With people posting photos online of what they have for breakfast, you can imagine the temptation brides face as they plan weddings in the era of social media. But sharing every detail, photo and hitch on Facebook, Twitter, Instagram and Vine isn’t a good idea, according to experts. Attendants, guests and those not invited will grow weary of the gushing and whining, and there won’t be anything new to see on the wedding day.
Midlothian resident Jessica Beall didn’t share many details online before her wedding last summer. “I wanted everything to be a surprise for our guests — the venue, decorations, my dress details,” she says. “I only showed my parents, soon-to-be in-laws and bridesmaids a picture of my dress before the big day.”
Byrd Park neighborhood resident Leigh Echelberger also kept her dress a surprise, but she vented a bit about her frustrations. “I suppose I maybe ranted a little bit on Facebook just because the planning was really stressful at times,” she says.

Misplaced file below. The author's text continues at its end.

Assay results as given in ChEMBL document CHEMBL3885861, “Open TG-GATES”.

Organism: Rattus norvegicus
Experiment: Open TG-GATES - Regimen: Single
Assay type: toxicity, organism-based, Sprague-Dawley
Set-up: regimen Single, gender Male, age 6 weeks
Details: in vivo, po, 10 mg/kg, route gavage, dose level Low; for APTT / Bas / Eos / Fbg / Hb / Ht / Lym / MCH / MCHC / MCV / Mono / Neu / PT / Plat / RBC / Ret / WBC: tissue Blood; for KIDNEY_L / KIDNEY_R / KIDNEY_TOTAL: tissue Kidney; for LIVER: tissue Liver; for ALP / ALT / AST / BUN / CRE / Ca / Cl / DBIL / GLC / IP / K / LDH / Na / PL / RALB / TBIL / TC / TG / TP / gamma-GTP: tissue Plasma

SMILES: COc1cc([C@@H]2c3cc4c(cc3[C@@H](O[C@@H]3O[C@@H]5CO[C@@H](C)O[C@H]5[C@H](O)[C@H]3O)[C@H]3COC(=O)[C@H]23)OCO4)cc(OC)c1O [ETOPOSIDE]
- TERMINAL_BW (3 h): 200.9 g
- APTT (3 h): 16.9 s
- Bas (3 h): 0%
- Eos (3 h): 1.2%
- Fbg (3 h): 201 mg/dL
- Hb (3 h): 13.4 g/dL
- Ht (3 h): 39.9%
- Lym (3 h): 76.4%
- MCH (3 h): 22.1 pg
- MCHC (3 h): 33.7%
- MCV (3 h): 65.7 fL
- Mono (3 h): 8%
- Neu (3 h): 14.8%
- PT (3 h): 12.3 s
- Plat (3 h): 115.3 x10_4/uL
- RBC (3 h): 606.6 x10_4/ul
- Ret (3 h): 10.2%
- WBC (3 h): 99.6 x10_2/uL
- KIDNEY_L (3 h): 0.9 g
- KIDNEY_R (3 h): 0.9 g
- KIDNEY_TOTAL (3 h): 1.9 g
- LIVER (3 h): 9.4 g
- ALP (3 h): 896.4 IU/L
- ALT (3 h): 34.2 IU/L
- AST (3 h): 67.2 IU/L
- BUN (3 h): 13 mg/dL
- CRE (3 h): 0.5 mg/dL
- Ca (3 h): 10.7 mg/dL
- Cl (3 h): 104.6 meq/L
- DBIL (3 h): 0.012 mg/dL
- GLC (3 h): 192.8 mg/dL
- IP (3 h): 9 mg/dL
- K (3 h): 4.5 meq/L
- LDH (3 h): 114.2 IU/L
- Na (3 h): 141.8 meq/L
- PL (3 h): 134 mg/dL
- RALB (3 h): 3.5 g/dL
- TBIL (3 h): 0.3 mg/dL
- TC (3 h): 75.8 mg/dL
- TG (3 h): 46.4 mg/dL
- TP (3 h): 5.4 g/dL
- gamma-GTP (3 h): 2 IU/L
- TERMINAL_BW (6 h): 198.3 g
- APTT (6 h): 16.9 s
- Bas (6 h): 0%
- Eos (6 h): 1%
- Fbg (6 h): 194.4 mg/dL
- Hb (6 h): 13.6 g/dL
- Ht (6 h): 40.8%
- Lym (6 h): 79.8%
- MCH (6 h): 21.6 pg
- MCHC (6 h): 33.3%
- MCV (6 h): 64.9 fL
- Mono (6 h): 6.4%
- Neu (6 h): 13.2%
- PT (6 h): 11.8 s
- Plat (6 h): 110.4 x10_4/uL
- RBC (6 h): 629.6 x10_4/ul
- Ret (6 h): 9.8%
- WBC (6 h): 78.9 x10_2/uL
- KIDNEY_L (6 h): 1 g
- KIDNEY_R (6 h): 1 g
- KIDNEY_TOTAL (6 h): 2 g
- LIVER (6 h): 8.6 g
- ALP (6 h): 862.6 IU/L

Andes’ advice is to keep online wedding chatter to a minimum. “Post images of you getting manicures and pedicures and enjoying little things, but don't overdo it,” he says. “Keep the mystery.”
Say It with Paper
The formal engraved invitations of previous generations have been swallowed in an onslaught of engagement announcements, save-the-dates, menu cards, coasters, favor tags and calendars in which guests mark their birthdays and anniversaries.
Sue Corral’s Richmond-based online stationery business, Design Corral, offers cards that brides can mail to their prospective wedding-party members. The downloadable collection includes “will you be my bridesmaid,” “will you be my maid of honor,” “will you be my flower girl” and “will you be my ring bearer.”
With same-sex marriage now legal in 17 states, stationers are offering a growing number of corresponding wedding invitations, some featuring two bow ties or two interlocking female symbols.
Environmentally friendly invitations also are trending, with companies such as Botanical PaperWorks selling plantable seed-paper invitations and tree-free paper stock.